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Anacostia Community Museum
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Randall Robinson

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Artist:
Charles Smith
Medium:
mixed media concrete cord (fiber product) steel pressure-sensitive tape
Type:
sculpture
Date:
1999
Description:
Part of the artist's author/activist series that pays homage to Randall Robinson's book The Debt: What America Owes to Blacks. This controversial book suggests that white Americans can begin making reparations for slavery and the centuries of discrimination Blacks have endured through monetary restitution, educational programs, and equal opportunities.
Cite As:
The Kohler Foundation Collection, Anacostia Community Museum, Smithsonian Institution, gift of the Kohler Foundation.
Accession Number:
2004.0011.0022
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Anacostia Community Museum Collection
Data Source:
Anacostia Community Museum

Slave Captured

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Artist:
Charles Smith
Medium:
mixed media concrete wood chalk
Type:
sculpture
Description:
The cement female figure is seated with arms and legs outstretched directly in front. It is painted brown with green bands wrapped around the arms, legs, and waist. The hair is made from carpet fibers. Wooden shackles bind her extremities and a light socket is fixed to the top of the structure.
Cite As:
The Kohler Foundation Collection, Anacostia Community Museum, Smithsonian Institution, gift of the Kohler Foundation.
Accession Number:
2004.0011.0024
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Anacostia Community Museum Collection
Data Source:
Anacostia Community Museum

Cotton Picker - Double-Sided Figure

view Cotton Picker - Double-Sided Figure digital asset number 1
Artist:
Charles Smith
Medium:
mixed media concrete chalk iron plant fiber
Type:
sculpture
Date:
2003
Description:
Using his signature motif of a two-faced figure, this work bears a large basket on its head. Smith says it is a "cultural [landscape] depicting pieces of the past by way of contemporary art. It is also as a planter."
Cite As:
The Kohler Foundation Collection, Anacostia Community Museum, Smithsonian Institution, gift of the Kohler Foundation.
Accession Number:
2004.0011.0025
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Anacostia Community Museum Collection
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Anacostia Community Museum
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Guy on Metal Post

view Guy on Metal Post digital asset number 1
Artist:
Charles Smith
Medium:
mixed media concrete metal
Type:
sculpture
Date:
1988
Description:
Child holding the American flag atop a tall metal post. According to the artist, it was once located at the entrance of the African American Heritage Museum and Black Veterans Archives in memorial to Crispus Attucks. Attucks was the first to die in the Boston Massacre on March 5, 1770.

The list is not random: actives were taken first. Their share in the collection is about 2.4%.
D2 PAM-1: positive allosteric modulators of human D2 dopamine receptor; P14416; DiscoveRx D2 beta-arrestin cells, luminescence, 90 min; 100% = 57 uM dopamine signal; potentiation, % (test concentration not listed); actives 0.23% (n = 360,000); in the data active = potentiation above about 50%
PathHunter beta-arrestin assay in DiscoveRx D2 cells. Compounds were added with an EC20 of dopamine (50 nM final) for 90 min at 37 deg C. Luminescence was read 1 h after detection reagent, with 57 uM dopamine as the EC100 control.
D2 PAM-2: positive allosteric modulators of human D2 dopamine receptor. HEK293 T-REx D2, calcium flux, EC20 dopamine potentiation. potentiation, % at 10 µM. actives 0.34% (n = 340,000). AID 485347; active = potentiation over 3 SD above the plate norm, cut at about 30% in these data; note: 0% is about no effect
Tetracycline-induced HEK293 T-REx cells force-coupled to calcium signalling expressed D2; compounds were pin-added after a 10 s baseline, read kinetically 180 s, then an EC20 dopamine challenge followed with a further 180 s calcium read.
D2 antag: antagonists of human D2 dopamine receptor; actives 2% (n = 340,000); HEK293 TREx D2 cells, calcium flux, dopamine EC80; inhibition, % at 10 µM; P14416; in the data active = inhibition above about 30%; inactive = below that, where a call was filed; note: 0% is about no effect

Cite As:
The Kohler Foundation Collection, Anacostia Community Museum, Smithsonian Institution, gift of the Kohler Foundation.
Accession Number:
2004.0011.0028
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Anacostia Community Museum Collection
Data Source:
Anacostia Community Museum

Grandma

view Grandma digital asset number 1
Artist:
Charles Smith
Medium:
concrete wire mixed media
Type:
sculpture
Date:
1999
Description:
This found object sculpture that is covered in a layer of painted mortar depicts a two-faced woman standing with both arms raised. She is only wearing a colorful yarn skirt and has sunglasses fixated to both of her faces. In her left hand there is a light bulb that is actually functional, an electrical cord extends from the back of the platform. Written in the artist's own words Smith describes this work as a "part of [his] Sankofa series which instruct the wisdom of female structure in God, self, family, community, and society. Sankofa's proverb is "you can't go forward until you look back."
Cite As:
The Kohler Foundation Collection, Anacostia Community Museum, Smithsonian Institution, gift of the Kohler Foundation.
Accession Number:
2004.0011.0001
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Anacostia Community Museum Collection
Data Source:
Anacostia Community Museum
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Girl with Attitude

view Girl with Attitude digital asset number 1
Artist:
Charles Smith
Medium:
mixed media concrete
Type:
sculpture
Date:
1997
Description:
This work is part of Dr. Charles Smith's Women of Destiny series. It is a tribute to activist Fannie Lou Hamer, who is most known for her tearful testimony at the Democratic National Convention in the summer of 1964. Hamer recounted her false arrest and brutal beating in a Montgomery County, Mississippi jail that occurred after she had tried to register to vote. During the Credentials Committee's televised proceeding she uttered, "I'm sick and tired of being sick and tired," words that became synonymous with the modern Civil Rights Movement.
Cite As:
The Kohler Foundation Collection, Anacostia Community Museum, Smithsonian Institution, gift of the Kohler Foundation.
Accession Number:
2004.0011.0003
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Anacostia Community Museum Collection
Data Source:
Anacostia Community Museum

Mardi Gras

view Mardi Gras digital asset number 1
Artist:
Charles Smith
Medium:
mixed media concrete
Type:
sculpture
Date:
1989
Description: